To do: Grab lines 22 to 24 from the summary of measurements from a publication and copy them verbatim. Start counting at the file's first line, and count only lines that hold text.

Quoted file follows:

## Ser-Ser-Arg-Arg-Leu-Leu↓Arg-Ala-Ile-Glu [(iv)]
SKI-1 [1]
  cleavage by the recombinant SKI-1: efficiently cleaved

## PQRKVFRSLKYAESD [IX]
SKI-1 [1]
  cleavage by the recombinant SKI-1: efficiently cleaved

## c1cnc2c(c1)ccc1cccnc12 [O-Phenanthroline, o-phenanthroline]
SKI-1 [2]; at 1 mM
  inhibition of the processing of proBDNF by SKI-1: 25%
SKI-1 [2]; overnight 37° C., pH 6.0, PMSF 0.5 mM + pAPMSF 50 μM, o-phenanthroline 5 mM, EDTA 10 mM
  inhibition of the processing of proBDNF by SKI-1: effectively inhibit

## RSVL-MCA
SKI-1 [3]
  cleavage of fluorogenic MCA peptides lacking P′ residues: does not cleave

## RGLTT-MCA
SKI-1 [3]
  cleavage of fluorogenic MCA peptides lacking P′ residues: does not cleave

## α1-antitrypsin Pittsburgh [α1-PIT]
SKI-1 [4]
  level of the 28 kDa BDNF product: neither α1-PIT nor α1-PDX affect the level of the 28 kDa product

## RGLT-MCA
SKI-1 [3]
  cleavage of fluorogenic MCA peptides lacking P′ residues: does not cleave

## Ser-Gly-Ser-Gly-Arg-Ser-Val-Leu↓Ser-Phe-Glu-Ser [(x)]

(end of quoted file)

SKI-1 [3]
  cleavage of fluorogenic MCA peptides lacking P′ residues: does not cleave

## Ser-Gly-Ser-Gly-Arg-Ser-Val-Leu↓Ser-Phe-Glu-Ser [(x)]